By Missy Hand Bedell.
One of the first differences I discovered in my gifted daughter centered on her inability to transition. While other kids would leave play dates or birthday parties calmly, she would sob, wail, and sometimes need to be carried out over my shoulder. Hitting me. No matter how large or small, transitions were an exhausting battle.
Transitioning out of school into summer has always been a challenge. Over the years, we’ve been able to provide her with coping mechanisms to help:
· Minimize the number of errands per day, limiting them to only as many as the child can handle. When she was young and I attempted three to four errands in one day, she would often fall apart by the end, lying on the ground, making strange sound effects, fidgeting.
· Prepare for the transition. Multiple times, we talk about the “summer routine,” the lack of a schedule, what clothes to wear that are appropriate for this time of year, what different job responsibilities she will have for the summer.
· Allow the turbulence to happen from time to time. We know she will struggle the first couple of weeks out, and if we’ve helped her in other ways, that’s OK. One of the “truths” I’ve learned as a parent is to lay the groundwork as much as possible to help with her transition, and then let the transition happen. She’s acquiring a life skill; she does need to work it out on her own.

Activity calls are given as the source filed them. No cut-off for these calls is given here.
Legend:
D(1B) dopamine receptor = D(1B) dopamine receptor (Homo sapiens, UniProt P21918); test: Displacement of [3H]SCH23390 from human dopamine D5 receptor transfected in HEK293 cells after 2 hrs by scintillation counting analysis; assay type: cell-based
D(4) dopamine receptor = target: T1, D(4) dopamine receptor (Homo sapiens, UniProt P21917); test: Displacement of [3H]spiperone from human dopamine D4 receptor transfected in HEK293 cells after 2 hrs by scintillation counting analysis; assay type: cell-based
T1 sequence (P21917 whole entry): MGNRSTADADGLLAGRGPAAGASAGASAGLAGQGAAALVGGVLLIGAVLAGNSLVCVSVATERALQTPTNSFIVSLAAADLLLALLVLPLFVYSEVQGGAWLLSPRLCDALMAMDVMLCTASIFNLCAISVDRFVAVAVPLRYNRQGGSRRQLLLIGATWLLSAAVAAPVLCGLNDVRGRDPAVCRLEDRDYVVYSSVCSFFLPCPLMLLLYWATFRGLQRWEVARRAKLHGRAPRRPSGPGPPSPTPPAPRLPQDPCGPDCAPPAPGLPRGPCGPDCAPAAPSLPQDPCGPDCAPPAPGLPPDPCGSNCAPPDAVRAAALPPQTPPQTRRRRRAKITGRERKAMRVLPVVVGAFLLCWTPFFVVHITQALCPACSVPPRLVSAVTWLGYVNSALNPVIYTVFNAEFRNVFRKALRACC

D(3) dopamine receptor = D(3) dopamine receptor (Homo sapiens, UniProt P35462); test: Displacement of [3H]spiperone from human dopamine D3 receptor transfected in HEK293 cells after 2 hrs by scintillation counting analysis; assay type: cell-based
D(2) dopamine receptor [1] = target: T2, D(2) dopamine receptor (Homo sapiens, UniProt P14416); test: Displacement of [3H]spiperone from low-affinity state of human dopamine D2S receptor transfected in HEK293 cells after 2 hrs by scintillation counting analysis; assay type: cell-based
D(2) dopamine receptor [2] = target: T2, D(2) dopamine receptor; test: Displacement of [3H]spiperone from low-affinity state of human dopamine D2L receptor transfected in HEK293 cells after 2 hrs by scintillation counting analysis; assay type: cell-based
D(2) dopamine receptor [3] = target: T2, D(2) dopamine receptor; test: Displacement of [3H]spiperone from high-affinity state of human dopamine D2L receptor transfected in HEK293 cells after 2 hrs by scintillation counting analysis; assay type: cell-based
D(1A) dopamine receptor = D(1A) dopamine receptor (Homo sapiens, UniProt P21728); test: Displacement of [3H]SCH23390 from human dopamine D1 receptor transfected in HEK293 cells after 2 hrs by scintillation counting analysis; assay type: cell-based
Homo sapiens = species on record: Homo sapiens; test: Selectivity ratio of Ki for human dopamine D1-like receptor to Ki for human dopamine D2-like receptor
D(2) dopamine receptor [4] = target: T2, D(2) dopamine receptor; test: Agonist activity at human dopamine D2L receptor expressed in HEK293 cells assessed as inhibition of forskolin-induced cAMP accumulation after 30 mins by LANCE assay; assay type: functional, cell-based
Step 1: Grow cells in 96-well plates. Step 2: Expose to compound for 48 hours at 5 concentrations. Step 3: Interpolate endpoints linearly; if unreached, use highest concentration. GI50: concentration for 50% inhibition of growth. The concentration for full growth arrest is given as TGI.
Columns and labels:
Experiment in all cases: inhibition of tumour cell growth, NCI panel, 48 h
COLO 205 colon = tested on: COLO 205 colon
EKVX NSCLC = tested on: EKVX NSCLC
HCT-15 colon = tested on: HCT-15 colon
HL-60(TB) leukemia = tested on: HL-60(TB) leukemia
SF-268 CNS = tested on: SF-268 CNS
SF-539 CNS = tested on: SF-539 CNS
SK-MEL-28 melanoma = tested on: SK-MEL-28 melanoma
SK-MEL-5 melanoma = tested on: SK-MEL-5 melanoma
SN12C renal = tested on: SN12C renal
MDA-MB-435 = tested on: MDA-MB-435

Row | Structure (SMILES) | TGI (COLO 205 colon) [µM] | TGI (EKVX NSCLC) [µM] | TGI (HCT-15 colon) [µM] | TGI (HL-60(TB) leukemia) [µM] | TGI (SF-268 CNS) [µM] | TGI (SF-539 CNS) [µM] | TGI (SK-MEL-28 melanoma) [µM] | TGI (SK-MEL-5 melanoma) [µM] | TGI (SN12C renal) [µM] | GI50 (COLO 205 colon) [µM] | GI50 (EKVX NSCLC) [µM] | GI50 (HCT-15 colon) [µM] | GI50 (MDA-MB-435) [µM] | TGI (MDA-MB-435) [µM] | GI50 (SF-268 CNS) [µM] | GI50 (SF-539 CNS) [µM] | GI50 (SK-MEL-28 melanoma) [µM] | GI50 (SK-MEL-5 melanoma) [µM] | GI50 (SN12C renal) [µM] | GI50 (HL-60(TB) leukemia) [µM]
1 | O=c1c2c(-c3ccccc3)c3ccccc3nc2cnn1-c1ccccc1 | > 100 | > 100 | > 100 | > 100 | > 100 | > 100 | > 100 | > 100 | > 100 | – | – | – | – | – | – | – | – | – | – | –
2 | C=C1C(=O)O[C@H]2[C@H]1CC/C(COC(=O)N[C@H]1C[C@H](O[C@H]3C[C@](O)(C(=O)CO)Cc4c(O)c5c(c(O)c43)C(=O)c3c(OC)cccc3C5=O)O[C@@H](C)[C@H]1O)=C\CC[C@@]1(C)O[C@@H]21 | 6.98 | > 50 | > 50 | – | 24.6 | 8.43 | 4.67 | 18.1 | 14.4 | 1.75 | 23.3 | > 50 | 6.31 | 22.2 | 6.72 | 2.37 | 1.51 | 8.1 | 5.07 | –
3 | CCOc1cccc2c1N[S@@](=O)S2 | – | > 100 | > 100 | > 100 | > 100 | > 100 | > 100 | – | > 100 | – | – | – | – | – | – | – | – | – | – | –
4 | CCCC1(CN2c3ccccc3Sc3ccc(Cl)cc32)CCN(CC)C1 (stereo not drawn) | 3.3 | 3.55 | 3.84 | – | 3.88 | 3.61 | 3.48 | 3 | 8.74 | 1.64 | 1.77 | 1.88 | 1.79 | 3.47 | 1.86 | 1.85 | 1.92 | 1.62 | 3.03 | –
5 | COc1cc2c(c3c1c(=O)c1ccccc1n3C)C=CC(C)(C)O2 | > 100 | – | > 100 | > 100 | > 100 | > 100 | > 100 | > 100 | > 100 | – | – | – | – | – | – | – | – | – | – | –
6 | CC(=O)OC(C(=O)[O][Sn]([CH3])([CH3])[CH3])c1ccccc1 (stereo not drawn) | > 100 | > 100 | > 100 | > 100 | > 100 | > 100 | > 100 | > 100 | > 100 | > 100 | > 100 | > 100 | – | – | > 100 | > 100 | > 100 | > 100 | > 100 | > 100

Changing our lifestyle to support her transition needs challenged us, but the rewards have been immense. She is thriving right now, an eight-year-old finishing second grade at a Montessori School. She reads on a seventh grade level and does math at an early third grade level. She is a budding, accomplished piano player. But, more important than the achievements themselves, we are beginning to see in her a greater emotional balance. Gradually, she is the one gaining control of her transitions.
Kurcinka, M.S. (1998) Raising Your Spirited Child, Harper Perennial
Missy Hand Bedell spent six years as a criminal defense attorney before becoming the parent of her first gifted child. In August 2009, she created a blog for parents of gifted children, Loving My Children’s Gifts. Along with educating parents about their gifted children, she hopes to alleviate, through humor and empathy, some of the doubt and difficulties parents encounter while supporting the needs of their gifted children. For the coming year, she will be Board of Trustees President for a local Montessori School and just accepted the nomination for The Ohio Association of Gifted Children Parent Division Chair Elect. This is her first article for the SENG Update Newsletter.